Focus on meeting customer expectations and avoiding unpleasant surprises. Only then proceed to the next step – creating a wow effect.

7. Agree that quality is more important than speed

When it comes to good customer service, quality and completeness are more important than speed.

According to
a study by Gallup, customers are much more satisfied with the brand when they rate the company as “polite, ready and helpful” rather than “fast”. Don’t try to fix the customer’s problem as quickly as possible (and move on to the next). Numerous behavioral psychology studies have shown that everyone considers their service experience to be more positive when they do not feel that the manager is in a rush or ignored.

Research by John Goodman, has shown that customers are much more sensitive to price changes – and therefore more prone to churns – when they had multiple issues with a product or the support they received.

8. Create smart customer loyalty programs

The key to creating loyalty programs that work is knowing why customers are using them and what drives them to continue using them. Fortunately, there is a ton of research on customer loyalty programs that you can use.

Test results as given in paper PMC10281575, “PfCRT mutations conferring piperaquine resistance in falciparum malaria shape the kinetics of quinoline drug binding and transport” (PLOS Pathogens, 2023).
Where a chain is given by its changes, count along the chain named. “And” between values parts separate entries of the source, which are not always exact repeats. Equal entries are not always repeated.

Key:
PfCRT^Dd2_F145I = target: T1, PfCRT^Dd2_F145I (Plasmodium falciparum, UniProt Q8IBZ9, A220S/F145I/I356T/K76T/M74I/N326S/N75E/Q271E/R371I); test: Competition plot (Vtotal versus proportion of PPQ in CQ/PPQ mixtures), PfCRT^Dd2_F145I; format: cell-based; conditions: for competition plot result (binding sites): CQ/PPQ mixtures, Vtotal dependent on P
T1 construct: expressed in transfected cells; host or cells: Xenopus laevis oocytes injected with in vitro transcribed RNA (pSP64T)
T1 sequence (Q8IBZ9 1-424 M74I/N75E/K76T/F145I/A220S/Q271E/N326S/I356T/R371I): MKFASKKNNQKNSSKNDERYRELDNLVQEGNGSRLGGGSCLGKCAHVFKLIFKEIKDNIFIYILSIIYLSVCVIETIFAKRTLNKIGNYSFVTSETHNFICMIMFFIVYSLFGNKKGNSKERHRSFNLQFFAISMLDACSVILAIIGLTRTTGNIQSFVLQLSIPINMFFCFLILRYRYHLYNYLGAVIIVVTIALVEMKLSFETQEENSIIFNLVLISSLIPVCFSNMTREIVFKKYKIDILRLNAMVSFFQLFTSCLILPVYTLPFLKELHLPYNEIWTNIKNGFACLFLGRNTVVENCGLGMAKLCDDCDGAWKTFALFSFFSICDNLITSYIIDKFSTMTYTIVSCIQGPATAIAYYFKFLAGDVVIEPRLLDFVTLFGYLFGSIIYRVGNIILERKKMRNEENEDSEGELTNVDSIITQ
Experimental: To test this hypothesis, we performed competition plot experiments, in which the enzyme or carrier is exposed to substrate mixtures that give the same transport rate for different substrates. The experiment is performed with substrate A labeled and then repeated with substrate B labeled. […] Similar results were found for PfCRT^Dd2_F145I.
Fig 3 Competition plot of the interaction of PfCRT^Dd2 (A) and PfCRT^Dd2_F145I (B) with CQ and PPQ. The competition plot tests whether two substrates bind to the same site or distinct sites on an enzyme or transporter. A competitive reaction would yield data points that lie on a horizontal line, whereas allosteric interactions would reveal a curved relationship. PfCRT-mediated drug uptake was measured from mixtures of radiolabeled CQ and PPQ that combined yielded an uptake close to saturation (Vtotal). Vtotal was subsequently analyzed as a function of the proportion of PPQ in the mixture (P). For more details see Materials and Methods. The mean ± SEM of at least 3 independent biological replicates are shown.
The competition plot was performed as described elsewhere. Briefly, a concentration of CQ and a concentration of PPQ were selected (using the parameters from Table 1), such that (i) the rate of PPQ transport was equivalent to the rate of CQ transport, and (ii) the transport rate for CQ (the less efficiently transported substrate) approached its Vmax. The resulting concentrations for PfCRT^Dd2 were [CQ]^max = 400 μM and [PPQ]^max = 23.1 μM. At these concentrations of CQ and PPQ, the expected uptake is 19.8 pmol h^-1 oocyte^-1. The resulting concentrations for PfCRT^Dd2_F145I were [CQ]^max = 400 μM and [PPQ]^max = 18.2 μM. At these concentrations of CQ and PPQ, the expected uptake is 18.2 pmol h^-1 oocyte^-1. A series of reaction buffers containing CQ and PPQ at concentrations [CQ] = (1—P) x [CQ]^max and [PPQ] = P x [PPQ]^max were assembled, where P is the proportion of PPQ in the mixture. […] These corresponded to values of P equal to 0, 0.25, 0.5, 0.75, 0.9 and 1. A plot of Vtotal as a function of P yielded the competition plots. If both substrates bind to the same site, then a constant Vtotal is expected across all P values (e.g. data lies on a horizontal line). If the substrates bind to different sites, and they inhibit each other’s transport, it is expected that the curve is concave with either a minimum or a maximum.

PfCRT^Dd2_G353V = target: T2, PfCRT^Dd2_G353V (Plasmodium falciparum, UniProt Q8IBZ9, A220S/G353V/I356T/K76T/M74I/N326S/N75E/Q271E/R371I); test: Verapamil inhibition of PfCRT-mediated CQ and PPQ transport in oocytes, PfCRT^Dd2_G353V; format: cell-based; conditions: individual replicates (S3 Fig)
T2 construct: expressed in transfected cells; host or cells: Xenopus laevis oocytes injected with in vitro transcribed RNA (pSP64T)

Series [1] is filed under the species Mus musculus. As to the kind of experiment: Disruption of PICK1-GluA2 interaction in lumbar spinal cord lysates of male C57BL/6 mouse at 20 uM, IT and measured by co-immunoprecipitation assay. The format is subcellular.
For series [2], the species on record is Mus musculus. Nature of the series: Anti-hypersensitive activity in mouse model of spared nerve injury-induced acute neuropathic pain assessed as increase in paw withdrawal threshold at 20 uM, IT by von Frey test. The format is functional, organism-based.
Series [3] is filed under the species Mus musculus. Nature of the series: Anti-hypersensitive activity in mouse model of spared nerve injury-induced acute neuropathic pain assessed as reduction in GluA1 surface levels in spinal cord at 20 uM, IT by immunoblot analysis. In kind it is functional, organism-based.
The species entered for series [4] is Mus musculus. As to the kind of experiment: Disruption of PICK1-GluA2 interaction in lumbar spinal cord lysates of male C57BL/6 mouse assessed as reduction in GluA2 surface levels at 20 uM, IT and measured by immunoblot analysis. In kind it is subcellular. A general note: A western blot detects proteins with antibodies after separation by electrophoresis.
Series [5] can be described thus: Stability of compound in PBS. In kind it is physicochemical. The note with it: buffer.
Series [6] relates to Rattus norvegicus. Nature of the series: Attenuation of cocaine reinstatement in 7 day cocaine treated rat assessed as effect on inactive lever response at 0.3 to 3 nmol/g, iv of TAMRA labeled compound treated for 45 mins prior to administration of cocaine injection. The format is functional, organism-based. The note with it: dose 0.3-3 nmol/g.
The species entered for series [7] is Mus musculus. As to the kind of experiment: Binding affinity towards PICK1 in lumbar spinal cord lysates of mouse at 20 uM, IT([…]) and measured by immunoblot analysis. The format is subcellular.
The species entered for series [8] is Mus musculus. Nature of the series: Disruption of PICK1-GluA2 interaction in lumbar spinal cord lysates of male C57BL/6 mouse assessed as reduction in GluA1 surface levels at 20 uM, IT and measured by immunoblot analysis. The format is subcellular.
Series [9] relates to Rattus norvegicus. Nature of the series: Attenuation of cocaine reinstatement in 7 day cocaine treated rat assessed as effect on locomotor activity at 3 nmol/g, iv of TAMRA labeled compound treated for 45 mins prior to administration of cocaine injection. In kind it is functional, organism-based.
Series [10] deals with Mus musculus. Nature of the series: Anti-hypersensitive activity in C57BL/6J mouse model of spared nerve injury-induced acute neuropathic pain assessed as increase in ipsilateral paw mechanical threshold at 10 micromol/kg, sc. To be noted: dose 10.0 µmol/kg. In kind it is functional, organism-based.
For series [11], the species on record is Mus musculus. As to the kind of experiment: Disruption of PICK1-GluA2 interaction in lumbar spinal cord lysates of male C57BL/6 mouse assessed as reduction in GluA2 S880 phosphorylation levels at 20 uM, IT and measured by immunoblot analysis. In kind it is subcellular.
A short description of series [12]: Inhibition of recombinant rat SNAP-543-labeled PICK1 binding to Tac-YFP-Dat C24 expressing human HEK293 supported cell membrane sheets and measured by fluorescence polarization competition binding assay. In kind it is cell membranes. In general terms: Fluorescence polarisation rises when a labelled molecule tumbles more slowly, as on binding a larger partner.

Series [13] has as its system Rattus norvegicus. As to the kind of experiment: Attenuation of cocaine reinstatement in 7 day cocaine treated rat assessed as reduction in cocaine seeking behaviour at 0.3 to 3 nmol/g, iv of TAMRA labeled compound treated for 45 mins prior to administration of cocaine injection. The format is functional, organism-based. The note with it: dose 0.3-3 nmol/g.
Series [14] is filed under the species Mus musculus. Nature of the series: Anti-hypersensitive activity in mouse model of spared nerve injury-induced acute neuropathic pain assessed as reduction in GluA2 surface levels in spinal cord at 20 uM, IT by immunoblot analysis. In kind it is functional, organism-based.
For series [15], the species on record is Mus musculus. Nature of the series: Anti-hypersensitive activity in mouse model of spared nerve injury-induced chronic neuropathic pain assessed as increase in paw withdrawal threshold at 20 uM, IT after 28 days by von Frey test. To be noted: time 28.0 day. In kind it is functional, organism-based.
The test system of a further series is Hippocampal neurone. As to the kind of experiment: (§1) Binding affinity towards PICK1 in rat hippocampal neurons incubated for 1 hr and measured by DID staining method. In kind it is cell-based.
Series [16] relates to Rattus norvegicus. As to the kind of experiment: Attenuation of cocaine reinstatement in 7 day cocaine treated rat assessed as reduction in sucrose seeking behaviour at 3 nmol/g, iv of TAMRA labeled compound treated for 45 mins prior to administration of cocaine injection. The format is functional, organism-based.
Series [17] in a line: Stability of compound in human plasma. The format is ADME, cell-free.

Give loyal customers an edge

Consumer researchers Joseph Nunez and Xavier Drez are renowned for their research
effect of secured progress… Their results showed convincingly that the biggest mistake in launching customer loyalty programs is the difficulty of connecting to them. So, if the loyalty program is filled in and starts automatically after registration, they take part in it almost twice as often.

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Make ideal customers VIP customers